Unspoken is Clinton's resentment of former President Edward Kennedy's denial of support in his failed quest for re-election as Arkansas governor, which Kennedy had made clear was due to Clinton's tainted reputation. The defeated governor believes that the former president should have backed him rather than listen to his political adversaries.
In 2009, family members announced the death of former President Edward M. Kennedy. According to their statement, President Kennedy passed away shortly before midnight on Tuesday, August 25. He had been battling brain cancer since being diagnosed with the disease in May of 2008.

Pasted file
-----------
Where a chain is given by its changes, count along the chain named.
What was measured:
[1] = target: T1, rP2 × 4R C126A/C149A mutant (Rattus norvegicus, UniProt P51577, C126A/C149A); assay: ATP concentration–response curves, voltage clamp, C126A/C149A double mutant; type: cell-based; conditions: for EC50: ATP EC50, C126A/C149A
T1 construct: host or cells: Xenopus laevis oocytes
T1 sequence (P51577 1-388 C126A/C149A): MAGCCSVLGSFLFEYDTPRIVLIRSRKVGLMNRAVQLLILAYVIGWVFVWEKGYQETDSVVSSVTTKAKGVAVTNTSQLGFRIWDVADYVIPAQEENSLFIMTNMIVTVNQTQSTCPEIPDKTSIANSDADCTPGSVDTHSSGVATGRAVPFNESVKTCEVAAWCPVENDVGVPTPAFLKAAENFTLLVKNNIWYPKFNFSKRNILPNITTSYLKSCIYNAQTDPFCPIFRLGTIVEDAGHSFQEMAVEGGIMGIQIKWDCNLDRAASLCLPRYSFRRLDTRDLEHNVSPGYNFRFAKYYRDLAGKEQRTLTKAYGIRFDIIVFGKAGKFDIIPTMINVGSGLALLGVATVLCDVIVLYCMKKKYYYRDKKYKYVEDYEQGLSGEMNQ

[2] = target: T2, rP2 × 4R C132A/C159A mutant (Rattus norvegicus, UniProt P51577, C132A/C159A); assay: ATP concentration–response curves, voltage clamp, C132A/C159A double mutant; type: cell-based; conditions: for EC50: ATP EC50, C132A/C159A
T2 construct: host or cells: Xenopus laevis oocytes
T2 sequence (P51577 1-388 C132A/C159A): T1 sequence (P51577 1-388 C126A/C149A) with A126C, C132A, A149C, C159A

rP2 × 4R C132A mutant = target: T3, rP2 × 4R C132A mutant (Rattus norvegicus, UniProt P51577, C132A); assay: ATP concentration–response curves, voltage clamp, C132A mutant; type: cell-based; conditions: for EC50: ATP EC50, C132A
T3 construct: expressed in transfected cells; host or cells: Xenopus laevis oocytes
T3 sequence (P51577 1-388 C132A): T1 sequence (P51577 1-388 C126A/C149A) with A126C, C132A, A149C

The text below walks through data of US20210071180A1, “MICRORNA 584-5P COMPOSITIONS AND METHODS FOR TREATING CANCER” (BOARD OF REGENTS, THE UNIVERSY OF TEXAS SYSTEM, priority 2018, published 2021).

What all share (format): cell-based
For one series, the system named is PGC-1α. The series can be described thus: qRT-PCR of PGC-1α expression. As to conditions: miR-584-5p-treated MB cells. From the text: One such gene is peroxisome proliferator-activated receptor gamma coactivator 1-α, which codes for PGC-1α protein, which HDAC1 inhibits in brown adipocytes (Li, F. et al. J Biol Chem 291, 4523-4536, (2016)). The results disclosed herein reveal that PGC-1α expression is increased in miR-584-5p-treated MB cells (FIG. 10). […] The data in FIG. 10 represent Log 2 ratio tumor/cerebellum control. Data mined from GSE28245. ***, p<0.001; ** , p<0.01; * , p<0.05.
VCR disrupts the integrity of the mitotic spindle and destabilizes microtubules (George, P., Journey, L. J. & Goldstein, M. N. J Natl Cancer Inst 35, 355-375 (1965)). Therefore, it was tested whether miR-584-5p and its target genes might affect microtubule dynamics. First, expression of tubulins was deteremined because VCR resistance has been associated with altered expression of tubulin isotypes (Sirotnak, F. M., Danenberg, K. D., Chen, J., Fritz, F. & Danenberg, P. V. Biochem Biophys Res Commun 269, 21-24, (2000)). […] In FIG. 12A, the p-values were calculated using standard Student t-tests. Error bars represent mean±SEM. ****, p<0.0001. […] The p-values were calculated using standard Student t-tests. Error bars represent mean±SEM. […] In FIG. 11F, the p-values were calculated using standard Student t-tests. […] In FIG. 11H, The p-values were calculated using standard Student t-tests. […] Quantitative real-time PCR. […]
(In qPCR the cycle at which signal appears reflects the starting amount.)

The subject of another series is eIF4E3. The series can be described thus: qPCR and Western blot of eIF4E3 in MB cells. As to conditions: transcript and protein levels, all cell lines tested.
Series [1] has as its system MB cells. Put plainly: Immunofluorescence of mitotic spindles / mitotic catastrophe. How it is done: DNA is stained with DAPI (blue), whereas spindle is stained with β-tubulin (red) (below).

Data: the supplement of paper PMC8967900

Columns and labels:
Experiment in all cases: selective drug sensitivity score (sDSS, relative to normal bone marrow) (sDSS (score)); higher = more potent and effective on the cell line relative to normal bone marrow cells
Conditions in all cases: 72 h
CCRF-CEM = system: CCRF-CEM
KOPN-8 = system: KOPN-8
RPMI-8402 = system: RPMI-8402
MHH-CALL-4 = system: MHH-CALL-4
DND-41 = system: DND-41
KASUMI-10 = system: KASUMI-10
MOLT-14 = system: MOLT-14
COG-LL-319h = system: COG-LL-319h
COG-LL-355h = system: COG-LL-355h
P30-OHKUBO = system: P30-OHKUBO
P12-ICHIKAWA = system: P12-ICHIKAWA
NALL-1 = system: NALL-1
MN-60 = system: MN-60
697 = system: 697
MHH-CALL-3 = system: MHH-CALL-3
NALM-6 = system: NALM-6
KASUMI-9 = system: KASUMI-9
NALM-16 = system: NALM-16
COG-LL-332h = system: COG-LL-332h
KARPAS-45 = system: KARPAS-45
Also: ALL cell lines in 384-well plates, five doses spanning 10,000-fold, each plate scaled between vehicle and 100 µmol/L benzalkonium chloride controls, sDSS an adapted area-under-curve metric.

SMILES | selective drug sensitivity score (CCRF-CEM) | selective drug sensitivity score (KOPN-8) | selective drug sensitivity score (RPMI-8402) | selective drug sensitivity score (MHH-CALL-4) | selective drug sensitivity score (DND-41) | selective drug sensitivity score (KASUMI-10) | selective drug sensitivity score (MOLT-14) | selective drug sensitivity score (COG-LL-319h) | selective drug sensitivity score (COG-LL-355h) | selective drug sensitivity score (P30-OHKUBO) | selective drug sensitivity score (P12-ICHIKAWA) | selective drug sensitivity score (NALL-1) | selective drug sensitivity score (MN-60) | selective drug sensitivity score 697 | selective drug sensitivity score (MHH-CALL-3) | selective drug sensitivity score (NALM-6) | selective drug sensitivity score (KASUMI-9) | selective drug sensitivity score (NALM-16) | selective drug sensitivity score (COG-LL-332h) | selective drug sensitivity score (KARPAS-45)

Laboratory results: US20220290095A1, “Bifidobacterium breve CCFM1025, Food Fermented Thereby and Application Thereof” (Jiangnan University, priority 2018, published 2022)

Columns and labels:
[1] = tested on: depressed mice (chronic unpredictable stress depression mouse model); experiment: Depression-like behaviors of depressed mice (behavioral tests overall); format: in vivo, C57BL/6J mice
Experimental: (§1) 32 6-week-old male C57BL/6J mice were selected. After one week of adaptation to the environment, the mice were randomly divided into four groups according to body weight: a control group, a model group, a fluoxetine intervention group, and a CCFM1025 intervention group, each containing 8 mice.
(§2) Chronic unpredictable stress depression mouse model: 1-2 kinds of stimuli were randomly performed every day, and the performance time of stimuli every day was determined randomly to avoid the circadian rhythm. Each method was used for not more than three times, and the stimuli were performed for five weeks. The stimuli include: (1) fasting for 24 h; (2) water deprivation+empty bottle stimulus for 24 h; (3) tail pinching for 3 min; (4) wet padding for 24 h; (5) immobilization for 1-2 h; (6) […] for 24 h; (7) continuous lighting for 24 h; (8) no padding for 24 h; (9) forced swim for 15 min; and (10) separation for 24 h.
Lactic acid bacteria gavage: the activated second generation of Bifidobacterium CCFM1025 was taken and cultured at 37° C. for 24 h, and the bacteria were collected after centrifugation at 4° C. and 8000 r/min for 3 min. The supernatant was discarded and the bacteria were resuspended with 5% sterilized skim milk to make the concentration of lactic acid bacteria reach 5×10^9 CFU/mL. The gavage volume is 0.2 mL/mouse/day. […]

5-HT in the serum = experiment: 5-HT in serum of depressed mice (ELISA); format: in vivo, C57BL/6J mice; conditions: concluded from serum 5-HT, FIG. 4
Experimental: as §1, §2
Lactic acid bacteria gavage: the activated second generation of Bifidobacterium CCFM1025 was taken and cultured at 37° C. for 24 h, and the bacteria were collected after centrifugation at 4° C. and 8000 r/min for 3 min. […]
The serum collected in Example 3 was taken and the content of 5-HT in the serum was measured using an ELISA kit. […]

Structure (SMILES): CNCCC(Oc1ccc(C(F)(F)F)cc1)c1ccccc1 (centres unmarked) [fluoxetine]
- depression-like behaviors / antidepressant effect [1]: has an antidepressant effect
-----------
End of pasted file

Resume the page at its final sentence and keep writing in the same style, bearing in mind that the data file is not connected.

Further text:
End of the Road at Chappaquddick by Eric LippsKennedy was the last of the four sons of Joseph P. Kennedy Sr., the controversial multimillionaire who had served as U.S. ambassador to Great Britain in the 1930s. The eldest brother, Joseph Jr., died in 1944 while on a World War II bombing mission. He was followed by John F. Kennedy, who after entering politics in 1946 served as U.S. representative, senator and finally President of the United States before being assassinated on Nov. 22, 1963, and by Robert F. Kennedy, who as a senator from New York ran for president until his own murder on June 5, 1968, just after his victory in the California Democratic primary. Robert Kennedy's death left Edward, commonly known as "Ted," as the last male survivor of his generation of the Kennedy family.